Bukky, who is originally from Nigeria, moved to New York City with her mother and two siblings during high school. Although her family was supportive of her desire to go to college, her mother was unsure of how to guide her through the college process. That’s where Anna proved invaluable.

It was Anna’s similar experience as a foreign-born student navigating the U.S college system that provided a common ground for the pair. Anna grew up between Moscow and Tokyo and, at the encouragement of her own mentor, moved to the United States during 12th grade to attend college.

“I was fortunate to have influential people in my life who were able to advise me, especially through the complicated college process,” said Anna, a vice president at Amur Capital Management. “Being able to provide Bukky with the same support was personally very important to me.”

With the help of iMentor’s curriculum and comprehensive support, Anna made sure that Bukky successfully navigated the post-secondary process to narrow down her list of schools, write application essays, and fill out financial aid forms.

Ultimately, Bukky was accepted to 10 colleges. “Now that I’m in college,” says Bukky, “the most important thing Anna helps me with is time management. She helped me create a schedule to make sure I stay on top of everything.”

But for Anna and Bukky, iMentor’s program was just the beginning of their relationship. Over the past three years, celebrating important milestones and spending holidays together have become regular events. When Bukky left for her first semester of college, Anna was alongside her family at the bus station to see her off. And last year, Anna attended church with Bukky and her family on Christmas.

On a recent weekend visit, the two took the train from New York City to the Hudson Valley to tour Anna’s alma mater, Bard College. They spent the day on campus, visiting the business school and discussing Bukky’s interest in a career in finance.

In October, the pair shared another memory when they were honored at iMentor’s 15th Anniversary Benefit. There, Bukky and Anna took the stage to share the most meaningful aspects of their relationship with more than 500 guests.

As they look ahead to 2015, they're looking forward to working together as Bukky prepares to transition to upper-level coursework and secure a full-time summer internship in New York City.

“We both went into the program open-minded about what to expect,” Anna explained. “For us, there was never an ‘I’m the mentor and you’re the mentee’ moment. We learn from each other and have built a true friendship. I can’t imagine my life without her.”

Empire State Building in iMentor Orange!

Posted on October 28, 2014 - 1:53pm

In honor of iMentor's 15th anniversary celebration, the Empire State Building will be aglow tonight in our signature orange.

As we celebrate 15 years of partnering with public schools and providing every student with a mentor, we're also eager to look ahead. Over the next five years, iMentor will match 20,000 new students from low-income communities with mentors and replicate our program in three new cities.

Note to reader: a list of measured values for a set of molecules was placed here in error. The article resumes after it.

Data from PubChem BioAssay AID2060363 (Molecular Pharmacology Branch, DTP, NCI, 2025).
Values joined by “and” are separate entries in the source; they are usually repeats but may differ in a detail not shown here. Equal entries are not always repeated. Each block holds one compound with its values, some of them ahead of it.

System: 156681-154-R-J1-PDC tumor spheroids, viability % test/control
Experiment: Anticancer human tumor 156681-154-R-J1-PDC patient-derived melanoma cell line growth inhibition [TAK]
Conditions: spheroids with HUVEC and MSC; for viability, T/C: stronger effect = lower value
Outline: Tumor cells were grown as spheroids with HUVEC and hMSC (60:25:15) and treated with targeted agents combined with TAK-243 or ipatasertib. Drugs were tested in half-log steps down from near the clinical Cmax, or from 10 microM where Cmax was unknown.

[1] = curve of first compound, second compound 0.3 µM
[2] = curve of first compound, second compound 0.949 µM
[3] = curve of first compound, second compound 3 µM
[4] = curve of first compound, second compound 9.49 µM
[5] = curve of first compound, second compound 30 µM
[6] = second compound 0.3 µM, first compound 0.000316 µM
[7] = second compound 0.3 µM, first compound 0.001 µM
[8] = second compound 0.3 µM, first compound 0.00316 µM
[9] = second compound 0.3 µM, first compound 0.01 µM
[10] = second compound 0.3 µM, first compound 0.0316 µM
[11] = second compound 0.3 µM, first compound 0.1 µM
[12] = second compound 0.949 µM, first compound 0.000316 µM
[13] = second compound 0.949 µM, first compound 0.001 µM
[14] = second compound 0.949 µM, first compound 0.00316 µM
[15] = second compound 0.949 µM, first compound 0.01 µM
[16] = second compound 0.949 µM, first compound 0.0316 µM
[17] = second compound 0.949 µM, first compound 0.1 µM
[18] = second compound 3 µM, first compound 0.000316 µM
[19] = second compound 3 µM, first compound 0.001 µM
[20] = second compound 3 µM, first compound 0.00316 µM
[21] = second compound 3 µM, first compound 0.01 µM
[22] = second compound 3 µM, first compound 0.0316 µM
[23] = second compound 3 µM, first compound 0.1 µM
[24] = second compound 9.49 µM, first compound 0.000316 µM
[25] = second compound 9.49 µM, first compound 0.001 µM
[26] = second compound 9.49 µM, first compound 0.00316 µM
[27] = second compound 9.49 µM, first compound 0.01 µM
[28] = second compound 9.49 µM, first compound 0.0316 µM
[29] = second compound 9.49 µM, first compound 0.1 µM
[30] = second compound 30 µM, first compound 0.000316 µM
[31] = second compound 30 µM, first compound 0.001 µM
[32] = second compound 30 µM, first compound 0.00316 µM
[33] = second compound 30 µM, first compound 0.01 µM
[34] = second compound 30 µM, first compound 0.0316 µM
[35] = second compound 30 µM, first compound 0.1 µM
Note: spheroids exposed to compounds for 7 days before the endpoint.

We are able to continue to do this work thanks to our school partners, partner programs, supporters, mentors, and staff who work tirelessly to ensure that every public school student has an opportunity to enroll and succeed in college.

Please celebrate with us by taking a picture of the Empire State Building tonight and sharing it online with your social networks using the hashtag #iMentor15.

iMentor Spotlight: Yassamin Davoodi

Posted on October 15, 2014 - 10:26am
Yassi, left, with one of her students.

iMentor’s program coordinators are the backbone of the organization. They are responsible for delivering the iMentor curriculum to students, matching mentor-mentee pairs, and planning and facilitating monthly events. This month’s spotlight features a conversation with Yassamin Davoodi, senior program coordinator.

Q: What was it like to match your first pairs?
A: I was incredibly anxious, super excited, and really nervous. Before matching my students, I had eight weeks to get to know them, teach them about the program, and learn more about what they wanted from a mentor. I got to know the students really well and was excited to start the matching process. But, I was still nervous. I felt like I was going to make or break their experience. But I've learned that it's about finding a consistent and open-minded mentor, not about making the perfect match.

Q: What criteria do you consider when matching a student with a mentor?
A: I present things to my students that can get them excited – sometimes it’s something as small as having the same favorite food. If I know that a student is the oldest in their family, I may look for a mentor who had responsibilities outside of the classroom – whether it was a job or taking care of family members. If a student is quiet, I make an effort not to match them with someone who is going to overwhelm them with being talkative. It’s about finding someone who can respect the student’s personality and help them build confidence.

Q:What does a typical week look like for you?